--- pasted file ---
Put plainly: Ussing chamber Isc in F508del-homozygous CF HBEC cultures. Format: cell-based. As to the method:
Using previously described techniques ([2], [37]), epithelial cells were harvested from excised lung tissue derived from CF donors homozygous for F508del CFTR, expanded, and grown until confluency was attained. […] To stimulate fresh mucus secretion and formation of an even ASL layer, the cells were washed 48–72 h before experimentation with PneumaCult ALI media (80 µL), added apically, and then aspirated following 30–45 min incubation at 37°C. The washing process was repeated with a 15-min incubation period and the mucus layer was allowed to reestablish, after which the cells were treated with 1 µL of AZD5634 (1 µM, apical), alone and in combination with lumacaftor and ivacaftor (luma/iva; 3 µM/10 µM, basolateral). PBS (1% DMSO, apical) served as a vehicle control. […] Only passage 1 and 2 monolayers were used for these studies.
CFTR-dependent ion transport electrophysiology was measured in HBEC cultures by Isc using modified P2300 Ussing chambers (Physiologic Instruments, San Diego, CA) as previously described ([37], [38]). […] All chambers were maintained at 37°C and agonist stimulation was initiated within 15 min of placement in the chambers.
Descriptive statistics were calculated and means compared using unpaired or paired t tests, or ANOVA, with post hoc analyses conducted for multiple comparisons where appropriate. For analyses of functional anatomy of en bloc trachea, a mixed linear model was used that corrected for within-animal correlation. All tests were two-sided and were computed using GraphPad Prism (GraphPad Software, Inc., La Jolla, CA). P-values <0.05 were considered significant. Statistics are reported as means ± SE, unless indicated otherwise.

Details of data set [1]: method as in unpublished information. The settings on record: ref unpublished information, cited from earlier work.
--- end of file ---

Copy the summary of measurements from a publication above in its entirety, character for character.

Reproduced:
Put plainly: Ussing chamber Isc in F508del-homozygous CF HBEC cultures. Format: cell-based. As to the method:
Using previously described techniques ([2], [37]), epithelial cells were harvested from excised lung tissue derived from CF donors homozygous for F508del CFTR, expanded, and grown until confluency was attained. […] To stimulate fresh mucus secretion and formation of an even ASL layer, the cells were washed 48–72 h before experimentation with PneumaCult ALI media (80 µL), added apically, and then aspirated following 30–45 min incubation at 37°C. The washing process was repeated with a 15-min incubation period and the mucus layer was allowed to reestablish, after which the cells were treated with 1 µL of AZD5634 (1 µM, apical), alone and in combination with lumacaftor and ivacaftor (luma/iva; 3 µM/10 µM, basolateral). PBS (1% DMSO, apical) served as a vehicle control. […] Only passage 1 and 2 monolayers were used for these studies.
CFTR-dependent ion transport electrophysiology was measured in HBEC cultures by Isc using modified P2300 Ussing chambers (Physiologic Instruments, San Diego, CA) as previously described ([37], [38]). […] All chambers were maintained at 37°C and agonist stimulation was initiated within 15 min of placement in the chambers.
Descriptive statistics were calculated and means compared using unpaired or paired t tests, or ANOVA, with post hoc analyses conducted for multiple comparisons where appropriate. For analyses of functional anatomy of en bloc trachea, a mixed linear model was used that corrected for within-animal correlation. All tests were two-sided and were computed using GraphPad Prism (GraphPad Software, Inc., La Jolla, CA). P-values <0.05 were considered significant. Statistics are reported as means ± SE, unless indicated otherwise.

Details of data set [1]: method as in unpublished information. The settings on record: ref unpublished information, cited from earlier work.